The Revenant (2015)
The internet is breaking! Finally, after six nominations, Leonardo DiCaprio brings home his first ever Oscar win and is named best actor at the 88th Academy Awards. Leonardo DiCaprio, who took the central role, had gone to such great lengths and incredibly uncomfortable experiences. Aside from the best actor award, the film also bagged the Best Cinematography and Best Director awards.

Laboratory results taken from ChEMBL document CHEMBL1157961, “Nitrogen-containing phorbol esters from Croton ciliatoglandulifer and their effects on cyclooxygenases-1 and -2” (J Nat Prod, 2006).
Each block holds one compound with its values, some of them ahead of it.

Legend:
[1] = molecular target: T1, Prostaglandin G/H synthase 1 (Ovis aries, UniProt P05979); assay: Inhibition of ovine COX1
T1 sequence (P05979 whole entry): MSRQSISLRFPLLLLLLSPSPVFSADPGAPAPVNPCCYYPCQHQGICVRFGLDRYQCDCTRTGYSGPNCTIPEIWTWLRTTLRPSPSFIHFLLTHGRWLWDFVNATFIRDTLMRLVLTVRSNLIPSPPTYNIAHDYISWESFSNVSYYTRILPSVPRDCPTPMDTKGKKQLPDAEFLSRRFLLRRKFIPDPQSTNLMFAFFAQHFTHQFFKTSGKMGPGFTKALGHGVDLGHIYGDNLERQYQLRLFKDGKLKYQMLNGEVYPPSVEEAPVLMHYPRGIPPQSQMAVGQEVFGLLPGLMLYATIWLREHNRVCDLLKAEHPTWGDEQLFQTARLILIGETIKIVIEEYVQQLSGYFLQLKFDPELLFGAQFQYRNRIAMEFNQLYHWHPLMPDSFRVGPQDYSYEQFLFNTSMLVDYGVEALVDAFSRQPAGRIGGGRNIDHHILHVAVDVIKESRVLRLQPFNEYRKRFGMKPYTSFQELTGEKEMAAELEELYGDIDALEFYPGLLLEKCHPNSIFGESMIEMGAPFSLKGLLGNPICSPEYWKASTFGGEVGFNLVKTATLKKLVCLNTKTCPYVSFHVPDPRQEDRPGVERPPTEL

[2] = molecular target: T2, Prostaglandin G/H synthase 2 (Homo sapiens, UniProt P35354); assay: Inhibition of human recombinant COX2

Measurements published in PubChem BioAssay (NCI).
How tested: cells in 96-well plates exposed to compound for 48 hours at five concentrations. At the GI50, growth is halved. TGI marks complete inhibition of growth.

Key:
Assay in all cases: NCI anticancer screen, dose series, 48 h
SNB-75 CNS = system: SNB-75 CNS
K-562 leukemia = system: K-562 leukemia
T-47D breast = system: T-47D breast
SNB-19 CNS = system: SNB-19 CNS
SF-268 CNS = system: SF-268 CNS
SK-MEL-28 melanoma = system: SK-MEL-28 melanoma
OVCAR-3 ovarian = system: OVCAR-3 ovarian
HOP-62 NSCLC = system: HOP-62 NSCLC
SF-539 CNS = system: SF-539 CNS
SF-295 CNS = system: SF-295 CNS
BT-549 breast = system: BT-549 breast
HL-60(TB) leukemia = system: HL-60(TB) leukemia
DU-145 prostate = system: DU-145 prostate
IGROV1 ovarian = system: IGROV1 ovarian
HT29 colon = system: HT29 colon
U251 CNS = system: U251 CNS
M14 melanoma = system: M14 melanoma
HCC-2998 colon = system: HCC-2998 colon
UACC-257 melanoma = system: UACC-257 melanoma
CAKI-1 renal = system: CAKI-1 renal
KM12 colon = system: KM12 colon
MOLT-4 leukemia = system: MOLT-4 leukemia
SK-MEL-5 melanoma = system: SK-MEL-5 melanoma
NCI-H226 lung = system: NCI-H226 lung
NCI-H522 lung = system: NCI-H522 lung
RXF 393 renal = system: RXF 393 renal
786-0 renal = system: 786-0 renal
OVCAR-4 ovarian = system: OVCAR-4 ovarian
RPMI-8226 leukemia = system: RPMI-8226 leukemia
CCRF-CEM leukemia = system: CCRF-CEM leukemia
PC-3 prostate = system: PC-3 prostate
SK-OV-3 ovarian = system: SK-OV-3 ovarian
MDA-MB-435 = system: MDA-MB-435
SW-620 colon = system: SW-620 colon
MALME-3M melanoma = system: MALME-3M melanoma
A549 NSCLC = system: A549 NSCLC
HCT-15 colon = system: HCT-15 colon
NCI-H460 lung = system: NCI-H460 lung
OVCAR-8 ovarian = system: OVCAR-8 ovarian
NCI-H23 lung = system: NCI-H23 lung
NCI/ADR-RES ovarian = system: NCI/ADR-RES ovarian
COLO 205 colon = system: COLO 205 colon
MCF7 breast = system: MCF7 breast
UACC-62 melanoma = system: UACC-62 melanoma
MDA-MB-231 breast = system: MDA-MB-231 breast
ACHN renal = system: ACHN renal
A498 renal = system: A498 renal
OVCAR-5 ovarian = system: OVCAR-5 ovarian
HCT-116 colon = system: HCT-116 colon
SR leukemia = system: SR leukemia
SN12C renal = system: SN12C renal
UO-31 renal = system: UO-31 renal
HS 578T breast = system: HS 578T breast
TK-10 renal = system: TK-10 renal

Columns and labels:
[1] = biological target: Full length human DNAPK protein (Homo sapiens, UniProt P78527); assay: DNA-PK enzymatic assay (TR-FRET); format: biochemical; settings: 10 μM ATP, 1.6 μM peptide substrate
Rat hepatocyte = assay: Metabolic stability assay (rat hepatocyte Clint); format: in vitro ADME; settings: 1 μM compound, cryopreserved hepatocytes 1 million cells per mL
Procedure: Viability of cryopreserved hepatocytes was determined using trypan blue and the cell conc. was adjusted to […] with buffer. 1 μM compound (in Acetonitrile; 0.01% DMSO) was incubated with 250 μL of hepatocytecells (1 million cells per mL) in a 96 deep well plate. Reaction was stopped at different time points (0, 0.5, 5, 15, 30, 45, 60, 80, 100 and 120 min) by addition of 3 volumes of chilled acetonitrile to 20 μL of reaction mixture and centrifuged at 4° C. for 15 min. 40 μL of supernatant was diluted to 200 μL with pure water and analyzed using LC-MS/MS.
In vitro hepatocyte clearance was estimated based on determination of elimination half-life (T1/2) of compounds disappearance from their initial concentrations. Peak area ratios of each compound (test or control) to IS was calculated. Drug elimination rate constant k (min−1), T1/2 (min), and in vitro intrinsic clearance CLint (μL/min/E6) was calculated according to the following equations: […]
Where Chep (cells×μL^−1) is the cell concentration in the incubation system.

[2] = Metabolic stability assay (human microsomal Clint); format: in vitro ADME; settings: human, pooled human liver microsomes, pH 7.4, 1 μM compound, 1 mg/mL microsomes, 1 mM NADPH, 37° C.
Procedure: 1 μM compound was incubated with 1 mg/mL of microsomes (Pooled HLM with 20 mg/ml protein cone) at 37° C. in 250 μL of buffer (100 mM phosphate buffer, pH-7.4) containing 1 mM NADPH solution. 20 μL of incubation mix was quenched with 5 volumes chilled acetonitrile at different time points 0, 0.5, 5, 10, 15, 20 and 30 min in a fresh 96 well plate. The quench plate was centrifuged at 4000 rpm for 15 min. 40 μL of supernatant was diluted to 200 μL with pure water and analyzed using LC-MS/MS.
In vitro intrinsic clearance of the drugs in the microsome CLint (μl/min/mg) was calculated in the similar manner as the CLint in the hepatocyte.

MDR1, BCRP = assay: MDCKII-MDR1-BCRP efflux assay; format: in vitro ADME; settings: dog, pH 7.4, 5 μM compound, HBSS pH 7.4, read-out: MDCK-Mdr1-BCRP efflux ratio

Let's talk about the film (which I watched a couple of days ago). On its surface, The Revenant is a story about revenge and survival. The Revenant is unique among these stories, so much so that I would argue it’s not even really a survival tale, at least not in the traditional sense. Whereas films like Cast Away, The Grey, and 127 Hours celebrate hope, ingenuity, and humanist questions about man being in control of his own destiny, The Revenant broaches a new idea that might be described as “transcendental survivalism.” It’s about the taming of nature and the displacement of God (in the form of the Arikara, or “Ree,” people) by the forces of white, European settlers. The Revenant does not disavow religion in any atheistic or even agnostic sense, but rather relegates “God” to an inferior, mortal presence—below that of man.